The law of the probability lever is also hidden in this example. The fact that they were both shot in the head is cited as a coincidence. But gun assassinations normally involve being shot in the head or the chest (you don’t often hear of someone who was assassinated by being shot in the foot). So, given that they were both shot, the probability that both were headshots is quite high. Likewise the fact that they were both killed in the presence of their wives. Spouses often accompany presidents, so the probability that their wives were present is not as small as it might seem. (One is tempted to ask whether, had they been shot when their wives were not with them, that too would have been cited as coincidental.)
The law of near enough is manifest in many ways in this example. Certainly they were both assassinated in office, but not on the same date, and indeed, not even exactly 100 years apart. Lincoln’s personal secretary was named John, not Lincoln (or, to put it the other way, Kennedy’s was named Lincoln, not Abraham). As the law of near enough says: if you can’t get an exact match, how about something similar?
One is tempted to take any two other historical figures and see how many matches one can make. Do this for enough pairs, and rely on the law of truly large numbers (after all, how many such pairs are there?), and one is essentially certain to find “coincidences” such as the Lincoln/Kennedy story.
The Law of the Probability Lever
Slight changes can make highly improbable events almost certain
In 2005 one of my graduate students and I flew to the U.S. to attend a conference. We’d booked our seats separately, because we were flying to different destinations after the meeting. But we found ourselves seated next to each other.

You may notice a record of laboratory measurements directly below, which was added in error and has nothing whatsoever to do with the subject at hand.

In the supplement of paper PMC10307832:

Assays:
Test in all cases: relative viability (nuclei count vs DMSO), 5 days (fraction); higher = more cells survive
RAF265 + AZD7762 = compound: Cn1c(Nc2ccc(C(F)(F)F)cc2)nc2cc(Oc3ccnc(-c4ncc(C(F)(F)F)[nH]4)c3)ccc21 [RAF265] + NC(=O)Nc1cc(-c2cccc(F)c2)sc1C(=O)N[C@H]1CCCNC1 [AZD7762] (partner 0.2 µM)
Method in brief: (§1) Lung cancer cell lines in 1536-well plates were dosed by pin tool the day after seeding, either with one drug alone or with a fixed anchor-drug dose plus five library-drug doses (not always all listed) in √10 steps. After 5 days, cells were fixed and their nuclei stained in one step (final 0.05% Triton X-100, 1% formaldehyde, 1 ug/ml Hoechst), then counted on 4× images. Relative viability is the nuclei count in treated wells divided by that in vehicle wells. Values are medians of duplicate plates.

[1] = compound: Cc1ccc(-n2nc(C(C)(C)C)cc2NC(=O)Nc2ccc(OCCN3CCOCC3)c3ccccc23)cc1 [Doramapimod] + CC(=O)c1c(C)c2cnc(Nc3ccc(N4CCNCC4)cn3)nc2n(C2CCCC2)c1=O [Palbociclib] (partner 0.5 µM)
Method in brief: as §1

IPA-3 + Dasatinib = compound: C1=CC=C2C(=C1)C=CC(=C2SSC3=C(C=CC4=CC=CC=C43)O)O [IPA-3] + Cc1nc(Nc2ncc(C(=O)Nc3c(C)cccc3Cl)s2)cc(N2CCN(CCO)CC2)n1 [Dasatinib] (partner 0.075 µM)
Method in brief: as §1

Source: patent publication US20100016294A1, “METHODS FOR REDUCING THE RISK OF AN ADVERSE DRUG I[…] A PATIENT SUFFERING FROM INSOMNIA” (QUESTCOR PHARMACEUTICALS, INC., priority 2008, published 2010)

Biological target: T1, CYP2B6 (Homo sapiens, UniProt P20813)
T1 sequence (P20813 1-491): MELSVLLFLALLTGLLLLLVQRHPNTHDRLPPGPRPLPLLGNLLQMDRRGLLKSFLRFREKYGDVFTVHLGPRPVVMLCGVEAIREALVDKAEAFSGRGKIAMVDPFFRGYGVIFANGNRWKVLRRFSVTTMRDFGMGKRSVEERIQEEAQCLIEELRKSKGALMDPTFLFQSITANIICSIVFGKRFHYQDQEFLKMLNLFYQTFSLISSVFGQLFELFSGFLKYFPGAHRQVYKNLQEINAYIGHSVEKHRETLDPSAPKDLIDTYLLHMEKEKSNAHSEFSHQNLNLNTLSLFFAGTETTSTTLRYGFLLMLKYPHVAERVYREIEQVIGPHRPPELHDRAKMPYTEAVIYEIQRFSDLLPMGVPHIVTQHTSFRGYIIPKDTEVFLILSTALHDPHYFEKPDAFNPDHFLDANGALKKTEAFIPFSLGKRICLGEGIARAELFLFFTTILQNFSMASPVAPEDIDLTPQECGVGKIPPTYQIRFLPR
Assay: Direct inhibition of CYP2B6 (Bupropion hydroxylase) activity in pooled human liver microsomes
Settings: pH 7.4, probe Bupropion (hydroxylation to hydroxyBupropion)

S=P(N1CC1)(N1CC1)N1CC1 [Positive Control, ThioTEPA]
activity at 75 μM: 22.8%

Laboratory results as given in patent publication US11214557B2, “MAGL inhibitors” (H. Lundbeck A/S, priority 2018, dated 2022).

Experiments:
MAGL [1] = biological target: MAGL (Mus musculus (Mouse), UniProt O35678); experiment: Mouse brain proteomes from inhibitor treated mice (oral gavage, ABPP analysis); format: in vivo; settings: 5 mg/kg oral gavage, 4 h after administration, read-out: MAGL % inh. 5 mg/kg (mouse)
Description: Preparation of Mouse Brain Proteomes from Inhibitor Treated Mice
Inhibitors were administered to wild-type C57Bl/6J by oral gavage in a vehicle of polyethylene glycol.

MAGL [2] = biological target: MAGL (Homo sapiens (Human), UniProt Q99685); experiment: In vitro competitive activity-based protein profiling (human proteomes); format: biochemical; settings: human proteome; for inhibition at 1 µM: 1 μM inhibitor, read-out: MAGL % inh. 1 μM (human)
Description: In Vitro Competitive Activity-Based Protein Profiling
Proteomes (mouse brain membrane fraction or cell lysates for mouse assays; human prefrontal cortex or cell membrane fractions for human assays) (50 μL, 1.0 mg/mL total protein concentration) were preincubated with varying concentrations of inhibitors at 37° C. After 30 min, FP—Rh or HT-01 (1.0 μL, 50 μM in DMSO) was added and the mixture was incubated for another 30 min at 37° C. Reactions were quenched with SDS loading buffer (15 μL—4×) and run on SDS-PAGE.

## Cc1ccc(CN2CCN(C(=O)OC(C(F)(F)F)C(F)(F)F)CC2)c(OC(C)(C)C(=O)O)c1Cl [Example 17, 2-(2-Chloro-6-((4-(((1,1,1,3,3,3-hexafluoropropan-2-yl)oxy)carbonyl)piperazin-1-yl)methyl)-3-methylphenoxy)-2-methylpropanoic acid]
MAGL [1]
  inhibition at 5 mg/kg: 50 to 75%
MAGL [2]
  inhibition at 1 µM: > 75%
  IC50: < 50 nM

My first reaction was, what an extraordinary coincidence! After all, 747s normally seat somewhere between 400 and 500 passengers, so the probability of us being placed next to each other by chance looked like about 1 in 450 (taking the halfway point between 400 and 500 to illustrate). But then, I thought, we were travelling in the same class, so the number of available seats was less than 450. Also, few seats occur in isolation. Normally they are in pairs (e.g. along the sides of the cabin) or in larger groups (e.g. down the centre of the cabin), so you have to sit next to someone. Furthermore, many, perhaps most people don’t fly alone, so the number of single seats is far fewer than appears. Put all these things together and they dramatically change the probabilities: instead of it being just 1 in 450 that we would happen to be allocated the seats next to each other, it becomes much more likely.
(I’m discounting the possibility that my student saw an opportunity at last to pin me down so that he could discuss his work in detail with me during the course of a flight lasting several hours!)
The Law of Near Enough
Events which are sufficiently similar are regarded as identical
In the 1950s, Eric W Smith, who lived in Sheffield, England was in the habit of collecting horse manure for his tomato plants from the woods behind the house. One day he saw another man doing the same. When he sat down on a bench to rest, the other man did the same. Eric introduced himself, saying his name was Smith. “So’s mine,” said the other man. So Eric expanded: “Eric Smith.” By then it was obvious that a strange coincidence was occurring: “And so is mine,” said the other man. “Eric W Smith,” said Eric. “Yes,” said the other man.
But further discussion revealed that the first Eric W Smith had the middle name Wales, while the second had the name Walter. So it wasn’t an exact match – but near enough to be surprising. But what if they had had different middle initials? Now not an exact match, but still surprising? How far can we relax the conditions for a match before we are surprised by it? How near does it have to be?
And again we should also look at the other laws of the Principle, to see if they are helping to produce this apparently highly improbable event. One thing we see is that Smith is the most common surname in the UK, with around 700,000 people sharing it – that’s about 1 in 100 people (this figure is nowadays: I don’t have the figure for the 1950s).